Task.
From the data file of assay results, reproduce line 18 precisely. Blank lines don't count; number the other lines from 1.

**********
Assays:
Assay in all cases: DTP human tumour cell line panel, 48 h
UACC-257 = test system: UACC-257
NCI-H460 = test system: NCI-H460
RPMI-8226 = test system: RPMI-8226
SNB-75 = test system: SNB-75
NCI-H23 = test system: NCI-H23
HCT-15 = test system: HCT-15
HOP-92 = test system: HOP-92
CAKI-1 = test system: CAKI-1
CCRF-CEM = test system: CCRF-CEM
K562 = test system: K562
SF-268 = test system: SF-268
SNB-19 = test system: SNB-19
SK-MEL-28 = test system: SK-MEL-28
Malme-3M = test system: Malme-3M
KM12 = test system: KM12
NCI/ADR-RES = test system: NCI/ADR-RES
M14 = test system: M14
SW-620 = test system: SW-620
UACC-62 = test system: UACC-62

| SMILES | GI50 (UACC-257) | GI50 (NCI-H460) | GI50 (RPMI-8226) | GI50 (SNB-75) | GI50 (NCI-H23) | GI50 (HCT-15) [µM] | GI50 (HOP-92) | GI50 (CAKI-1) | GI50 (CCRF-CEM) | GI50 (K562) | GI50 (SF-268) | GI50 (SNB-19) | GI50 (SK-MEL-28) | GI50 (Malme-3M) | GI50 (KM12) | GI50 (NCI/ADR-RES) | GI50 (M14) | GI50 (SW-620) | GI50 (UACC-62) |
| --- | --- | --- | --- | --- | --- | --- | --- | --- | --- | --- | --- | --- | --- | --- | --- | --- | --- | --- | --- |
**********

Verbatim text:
NCI/ADR-RES = test system: NCI/ADR-RES